Screamfest 2014 Review: ‘Dark Was the Night’
Dark Was the Night is a superb emotional drama about a family coping with a loss. It is an exquisite creature feature too, but I would have totally just watched the family drama.
In Maiden Woods, Sheriff Paul Shields (Kevin Durand) is separated from his wife Susan (Bianca Kajlich) because of a tragedy in their family. He also investigates some animal attacks that he’s sure is a normal forest dweller, or even a prank, but the town insists is something bigger. Since this movie premiered at Screamfest, you can safely assume Dark Was the Night isn’t just a metaphor for the Shields’ emotional turmoil.
Director Jack Heller, with a Blacklist script Tyler Hisel, follows the Jaws rule of “don’t show the creature” to maximum effect. I think he technically held out even longer than Spielberg, but I’ll have to verify that with a time coded DVD. We see the markings the creature leaves in his wake, and some creature point of view with good, subtle buildup. We see his big hooves stepping around, glimpses in muzzle flashes, and the final siege is set to a magnificent sound design that says more than any images would.
The jump scares are real because Heller doesn’t even use misdirect. It’s no direct at all, and then boom! That’s how you get around savvy audiences who know the technique by now. Just throw out the technique and hit us hard! That, in itself, is technique of course.
Durand is an absolutely compelling leading man, and what makes the Shieldses so riveting is that they talk intelligently about their psychological issues. This is how mature people discuss their problems. They talk to their son, and like real parents they laugh when a teacher overreacts to an innocuous incident. Then Susan fiercely defends her son when the teacher oversteps into their personal life. Really, the whole town oversteps, trying to “help” Paul find peace, but really imposing their beliefs on him. This is so poignant. People trying to help you are so much harder to deal with than people trying to hurt you, because the “helpers” are relentless.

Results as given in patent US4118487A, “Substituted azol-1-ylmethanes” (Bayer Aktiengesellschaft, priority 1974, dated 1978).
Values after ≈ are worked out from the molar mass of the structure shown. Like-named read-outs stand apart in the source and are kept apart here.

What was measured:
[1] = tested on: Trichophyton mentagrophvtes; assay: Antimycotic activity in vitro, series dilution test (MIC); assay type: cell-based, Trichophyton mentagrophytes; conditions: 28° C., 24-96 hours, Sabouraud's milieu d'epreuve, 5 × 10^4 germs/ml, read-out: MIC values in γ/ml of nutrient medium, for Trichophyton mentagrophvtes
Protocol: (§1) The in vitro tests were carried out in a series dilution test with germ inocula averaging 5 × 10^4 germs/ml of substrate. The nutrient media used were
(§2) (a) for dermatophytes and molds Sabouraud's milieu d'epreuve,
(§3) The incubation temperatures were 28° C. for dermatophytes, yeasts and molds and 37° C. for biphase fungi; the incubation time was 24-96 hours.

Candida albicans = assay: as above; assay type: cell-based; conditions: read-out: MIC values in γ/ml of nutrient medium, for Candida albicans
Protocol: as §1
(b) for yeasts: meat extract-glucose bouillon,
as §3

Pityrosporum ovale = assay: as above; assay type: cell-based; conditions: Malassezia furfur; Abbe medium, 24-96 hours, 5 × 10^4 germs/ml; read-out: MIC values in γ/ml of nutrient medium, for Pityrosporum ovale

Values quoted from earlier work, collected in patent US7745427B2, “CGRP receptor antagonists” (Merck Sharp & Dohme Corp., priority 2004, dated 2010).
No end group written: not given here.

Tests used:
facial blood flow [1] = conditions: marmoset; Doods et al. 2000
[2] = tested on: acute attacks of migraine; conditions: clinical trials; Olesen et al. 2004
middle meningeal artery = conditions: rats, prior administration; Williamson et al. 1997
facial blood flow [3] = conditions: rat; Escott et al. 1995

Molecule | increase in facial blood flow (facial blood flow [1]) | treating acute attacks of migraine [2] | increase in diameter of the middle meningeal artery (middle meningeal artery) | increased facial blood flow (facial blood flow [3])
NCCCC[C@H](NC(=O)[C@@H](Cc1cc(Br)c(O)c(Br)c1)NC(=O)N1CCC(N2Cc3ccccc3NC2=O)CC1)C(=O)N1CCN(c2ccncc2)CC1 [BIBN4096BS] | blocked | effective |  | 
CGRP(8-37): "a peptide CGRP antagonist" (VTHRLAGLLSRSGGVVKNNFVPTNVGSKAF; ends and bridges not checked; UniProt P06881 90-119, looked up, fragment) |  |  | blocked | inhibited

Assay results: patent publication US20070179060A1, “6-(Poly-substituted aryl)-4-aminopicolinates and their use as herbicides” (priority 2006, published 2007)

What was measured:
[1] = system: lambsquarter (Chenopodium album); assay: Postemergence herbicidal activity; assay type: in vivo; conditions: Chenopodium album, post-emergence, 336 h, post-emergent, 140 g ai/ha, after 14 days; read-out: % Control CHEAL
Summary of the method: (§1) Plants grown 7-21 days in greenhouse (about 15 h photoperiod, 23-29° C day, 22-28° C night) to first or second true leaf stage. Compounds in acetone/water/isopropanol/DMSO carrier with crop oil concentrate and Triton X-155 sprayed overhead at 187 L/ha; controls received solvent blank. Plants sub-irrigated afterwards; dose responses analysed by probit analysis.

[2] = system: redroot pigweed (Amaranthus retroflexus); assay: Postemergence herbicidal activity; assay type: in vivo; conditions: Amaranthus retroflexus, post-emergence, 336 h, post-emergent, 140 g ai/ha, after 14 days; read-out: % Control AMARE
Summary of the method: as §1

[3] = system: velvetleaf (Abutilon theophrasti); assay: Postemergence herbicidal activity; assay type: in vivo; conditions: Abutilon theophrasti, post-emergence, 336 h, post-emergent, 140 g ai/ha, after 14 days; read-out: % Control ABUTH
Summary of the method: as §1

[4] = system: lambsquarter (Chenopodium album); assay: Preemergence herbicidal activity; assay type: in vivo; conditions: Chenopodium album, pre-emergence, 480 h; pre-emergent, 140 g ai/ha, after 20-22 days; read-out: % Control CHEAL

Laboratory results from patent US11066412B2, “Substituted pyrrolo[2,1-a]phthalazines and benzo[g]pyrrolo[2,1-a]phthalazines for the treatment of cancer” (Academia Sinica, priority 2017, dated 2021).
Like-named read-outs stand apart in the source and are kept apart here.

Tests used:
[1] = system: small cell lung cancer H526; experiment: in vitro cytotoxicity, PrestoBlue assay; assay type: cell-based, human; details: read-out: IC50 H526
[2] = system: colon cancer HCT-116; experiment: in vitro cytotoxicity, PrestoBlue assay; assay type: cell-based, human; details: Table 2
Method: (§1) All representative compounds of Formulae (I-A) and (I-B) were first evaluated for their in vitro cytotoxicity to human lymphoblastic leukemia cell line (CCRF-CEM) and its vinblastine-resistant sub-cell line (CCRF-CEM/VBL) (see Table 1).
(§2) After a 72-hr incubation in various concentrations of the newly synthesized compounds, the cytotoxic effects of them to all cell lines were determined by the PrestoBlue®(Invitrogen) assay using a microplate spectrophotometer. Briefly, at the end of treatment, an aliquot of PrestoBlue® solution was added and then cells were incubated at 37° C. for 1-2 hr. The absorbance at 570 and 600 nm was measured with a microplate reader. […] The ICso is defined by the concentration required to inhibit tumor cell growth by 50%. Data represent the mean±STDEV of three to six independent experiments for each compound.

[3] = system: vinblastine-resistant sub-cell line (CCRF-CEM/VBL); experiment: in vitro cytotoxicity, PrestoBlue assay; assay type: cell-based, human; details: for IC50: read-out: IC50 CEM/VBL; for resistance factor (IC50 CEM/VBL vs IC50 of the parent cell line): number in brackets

Paul keeps a cool head with the tense townies who want to get riled up. Of course, the townies are right in this case but in real life Paul would be right, and that makes him the right man to handle the creature ultimately. He leads a smart investigation too, with hints of an environmental message, although he uses a brand new generic movie search engine called SearchItNow. I guess not even Bing would license their graphics for an indie movie. Instead of Wikipedia, they also have Encypdeia.org, typo included.
Dark Was the Night absolutely deserves to be seen on the big screen, so I hope an ambitious distributor is listening. It’s next screening is at Film Society of Lincoln Center in November 1st. Of course, if it ultimately ends up on VOD or Blu-ray, as many respectable movies do, it will be just as poignant and effective. I have high hopes for Dark Was the Night though. This could be the next horror franchise. Let’s have other towns call Paul Shields when this thing attacks them!